Current Issues Facing Hospital Pharmacies in 2024

In the ever-evolving landscape of healthcare, hospital pharmacies are constantly having to evolve in order to face new challenges as well as manage the lingering impacts of COVID-19 on the industry. As a critical player in patient care, it can be tough to navigate the complex intersections where multiple factors demand immediate attention in the present and innovative solutions for the future.

From the revenue cycle and staffing shortages to 340B updates and artificial intelligence, we’re taking a look at the top challenges and current events in pharmacy that are shaping the industry today.

The Current Issues Facing Hospital Pharmacies Today:

1. Higher Focus on Pharmacy’s Role in the Revenue Cycle

At the most recent American Society of Health-System Pharmacists (ASHP) Leadership Conference, one of the biggest topics was the hospital’s revenue cycle. From pre-authorization to reimbursement to making sure your chargemaster is clean, a big emphasis was placed on how hospital pharmacies can impact revenue.

Between the finance office and the pharmacy department, crucial details can fall through the cracks. It’s important to determine what part of the process belongs to finance and what part belongs to pharmacy. But having someone oversee the entire program allows you to look at not only what you’re charging but what you’re getting reimbursed as well and being able to spot any discrepancies.

Every hospital system is looking for money, and getting the focus back on the total revenue cycle will go a long way to finding it. This bird’s eye view will help maximize your reimbursements. It’s a safeguard to understand what you’re charging and then ensure you’re actually getting reimbursed for the correct amount. 

It also helps to identify outliers. Is it just a pre-authorization issue, is something being coded incorrectly, or is there a more serious issue going on? Oversight of the entire revenue cycle can not only help to spot these anomalies but also help figure out why they’re happening. 

2. Pharmacy Technician Staffing Shortages

Recruiting and retaining pharmacy staff is one of the top concerns for hospital leadership this year, especially pharmacy technicians. Back in the late 1990s and early 2000s, there was a pharmacist shortage in the United States, resulting in a rapid increase in the number of pharmacy schools, which saturated the market.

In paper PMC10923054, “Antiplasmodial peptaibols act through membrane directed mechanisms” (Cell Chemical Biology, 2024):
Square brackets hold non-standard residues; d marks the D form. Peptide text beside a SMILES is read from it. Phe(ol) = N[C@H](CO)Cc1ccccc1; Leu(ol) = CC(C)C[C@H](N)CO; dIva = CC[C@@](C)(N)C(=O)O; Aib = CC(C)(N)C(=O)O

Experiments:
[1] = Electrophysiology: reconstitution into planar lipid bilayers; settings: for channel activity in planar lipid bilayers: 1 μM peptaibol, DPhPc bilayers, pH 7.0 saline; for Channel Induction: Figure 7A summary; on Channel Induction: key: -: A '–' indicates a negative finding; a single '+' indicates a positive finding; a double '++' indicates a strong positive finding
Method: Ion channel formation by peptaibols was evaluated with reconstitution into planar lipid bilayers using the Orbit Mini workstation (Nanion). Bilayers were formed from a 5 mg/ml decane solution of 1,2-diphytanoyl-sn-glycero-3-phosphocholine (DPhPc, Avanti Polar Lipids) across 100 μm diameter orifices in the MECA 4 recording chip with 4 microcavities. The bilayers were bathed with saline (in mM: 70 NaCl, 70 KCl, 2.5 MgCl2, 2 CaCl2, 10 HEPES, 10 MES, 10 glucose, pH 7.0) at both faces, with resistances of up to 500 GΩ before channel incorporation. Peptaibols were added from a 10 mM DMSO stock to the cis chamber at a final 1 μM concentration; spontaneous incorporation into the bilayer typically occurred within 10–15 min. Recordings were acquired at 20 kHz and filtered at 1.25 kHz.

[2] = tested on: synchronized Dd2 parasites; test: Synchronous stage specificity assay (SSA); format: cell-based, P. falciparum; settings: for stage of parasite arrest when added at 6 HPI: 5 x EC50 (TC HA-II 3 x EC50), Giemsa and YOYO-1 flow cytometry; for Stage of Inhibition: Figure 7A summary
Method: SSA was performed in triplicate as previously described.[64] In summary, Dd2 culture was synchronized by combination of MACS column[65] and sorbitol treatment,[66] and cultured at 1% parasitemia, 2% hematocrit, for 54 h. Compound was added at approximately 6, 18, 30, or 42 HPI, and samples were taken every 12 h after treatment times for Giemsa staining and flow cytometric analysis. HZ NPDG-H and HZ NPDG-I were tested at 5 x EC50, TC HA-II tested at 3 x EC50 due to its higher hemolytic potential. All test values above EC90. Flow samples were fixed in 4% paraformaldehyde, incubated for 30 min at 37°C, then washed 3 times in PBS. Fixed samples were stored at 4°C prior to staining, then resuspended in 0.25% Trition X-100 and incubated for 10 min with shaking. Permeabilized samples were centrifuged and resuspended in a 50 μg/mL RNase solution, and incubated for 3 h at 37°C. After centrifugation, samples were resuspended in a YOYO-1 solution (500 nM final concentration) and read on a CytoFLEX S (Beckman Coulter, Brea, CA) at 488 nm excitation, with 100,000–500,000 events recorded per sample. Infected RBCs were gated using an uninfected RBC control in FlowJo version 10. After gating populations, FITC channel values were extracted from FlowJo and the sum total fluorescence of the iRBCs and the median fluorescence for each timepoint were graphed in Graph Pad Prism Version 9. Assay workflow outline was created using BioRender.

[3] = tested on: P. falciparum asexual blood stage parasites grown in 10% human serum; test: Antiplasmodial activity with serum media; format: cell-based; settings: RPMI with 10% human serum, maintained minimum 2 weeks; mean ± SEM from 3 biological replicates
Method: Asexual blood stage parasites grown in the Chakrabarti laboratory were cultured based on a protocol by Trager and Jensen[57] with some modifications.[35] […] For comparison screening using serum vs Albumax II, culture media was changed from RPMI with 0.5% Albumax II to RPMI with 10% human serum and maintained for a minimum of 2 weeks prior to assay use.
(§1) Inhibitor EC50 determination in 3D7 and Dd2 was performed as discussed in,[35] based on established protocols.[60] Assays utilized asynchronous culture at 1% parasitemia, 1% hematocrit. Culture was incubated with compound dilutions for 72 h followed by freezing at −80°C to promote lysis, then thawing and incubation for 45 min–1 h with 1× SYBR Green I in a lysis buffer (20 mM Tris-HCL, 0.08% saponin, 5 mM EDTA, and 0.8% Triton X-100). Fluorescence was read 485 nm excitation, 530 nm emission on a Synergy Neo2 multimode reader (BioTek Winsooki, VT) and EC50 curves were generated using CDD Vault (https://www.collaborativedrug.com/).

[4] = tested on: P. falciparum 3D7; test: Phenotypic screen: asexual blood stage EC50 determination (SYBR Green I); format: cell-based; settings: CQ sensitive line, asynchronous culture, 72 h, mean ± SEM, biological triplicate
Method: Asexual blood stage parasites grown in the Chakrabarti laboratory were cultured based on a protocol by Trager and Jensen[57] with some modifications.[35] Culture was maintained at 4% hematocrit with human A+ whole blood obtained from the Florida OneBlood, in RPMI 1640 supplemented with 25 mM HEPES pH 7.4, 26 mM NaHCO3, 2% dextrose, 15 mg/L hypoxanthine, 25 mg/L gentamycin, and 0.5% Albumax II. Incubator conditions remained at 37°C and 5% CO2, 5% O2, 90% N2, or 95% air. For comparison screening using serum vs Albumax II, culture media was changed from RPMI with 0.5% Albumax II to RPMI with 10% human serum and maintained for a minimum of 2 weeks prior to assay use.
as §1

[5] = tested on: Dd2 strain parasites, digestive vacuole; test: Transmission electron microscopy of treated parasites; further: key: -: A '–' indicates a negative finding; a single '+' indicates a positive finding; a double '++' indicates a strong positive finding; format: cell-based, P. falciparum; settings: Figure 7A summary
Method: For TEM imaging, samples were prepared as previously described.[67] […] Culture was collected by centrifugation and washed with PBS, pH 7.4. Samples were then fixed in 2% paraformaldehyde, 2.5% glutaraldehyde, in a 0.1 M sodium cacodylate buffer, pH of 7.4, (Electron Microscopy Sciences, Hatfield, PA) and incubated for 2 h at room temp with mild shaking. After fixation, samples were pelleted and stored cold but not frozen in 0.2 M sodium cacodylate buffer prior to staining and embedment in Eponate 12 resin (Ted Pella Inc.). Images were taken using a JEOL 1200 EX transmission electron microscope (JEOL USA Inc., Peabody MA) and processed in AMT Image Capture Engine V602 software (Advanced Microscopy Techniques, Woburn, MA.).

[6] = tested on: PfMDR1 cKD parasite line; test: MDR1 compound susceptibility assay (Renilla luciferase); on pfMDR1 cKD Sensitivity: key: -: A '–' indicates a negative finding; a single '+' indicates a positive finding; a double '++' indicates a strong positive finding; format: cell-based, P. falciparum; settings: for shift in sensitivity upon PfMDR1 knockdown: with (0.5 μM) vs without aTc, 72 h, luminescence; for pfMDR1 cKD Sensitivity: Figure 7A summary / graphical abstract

Over the last ten years, we’ve actually seen enrollments in these schools decline. A lot of people are choosing not to go into pharmacy for a variety of reasons. Whether it’s burnout and stressful post-COVID work conditions or state mandatory minimum wage laws resulting in cost compression on the pharmacy tech side, many would-be techs opt for simpler, less stressful jobs.

Add to that changing attitudes about work in general, where prospective employees are looking for flexible scheduling and remote or work-from-home options, and the impact on staffing grows.

To combat the shortages, some health systems and organizations are taking on additional costs and providing higher salaries to pharmacy techs. In addition to salary increases, it’s crucial for hospital pharmacy leaders to make sure their people feel valued through engagement, clear communication, and support.

Partnering with health-system HR professionals on recruiting strategies and developing training options for new skills and competencies will help hospital pharmacies stay competitive. 

3. The Impact of AI

Looking ahead to the future, we can’t ignore the impact of artificial intelligence on the healthcare environment. The massive influence of this quickly developing technology on nearly every industry in the world makes it one of the most significant current events in pharmacy today.

We’re already seeing cases where AI is able to accurately recognize normal and abnormal chest X-rays, but what impacts might it have in the pharmacy, especially as it applies to medication management?

Currently, the physician writes an order, and the pharmacy reviews it and fills it. Will we get to the point where AI can gather all of the information from the physician and determine the most cost-effective medication and dosage? It’s hard to say, and we’re a long way off from pharmacists being replaced by computers. But AI is very likely going to have significant implications on the profession in the future with varying ways to apply its innovations

The most natural progression will likely be in inventory management and logistics, like product purchasing. But whatever the future of AI holds in our industry, it’s certainly something we need to be paying attention to. 

4. Updates in Hospital Information Systems

Another key area to review when addressing pharmacy issues is any updates or changes to your hospital information system. Anyone who has ever gone through system changes knows that there are bugs that need to be worked out along the way.

We’re talking about a full system conversion of your hospital’s Electronic Health Record (EHR) or Electronic Medical Record (EMR), for example. Pharmacy is a piece of it, but it includes everything from finance to labs and charting.

We’ve seen multiple locations where they’ve done a major conversion to their system, only to run into situations afterward where they can’t properly bill or the data is inaccurate, which can have a significant financial impact.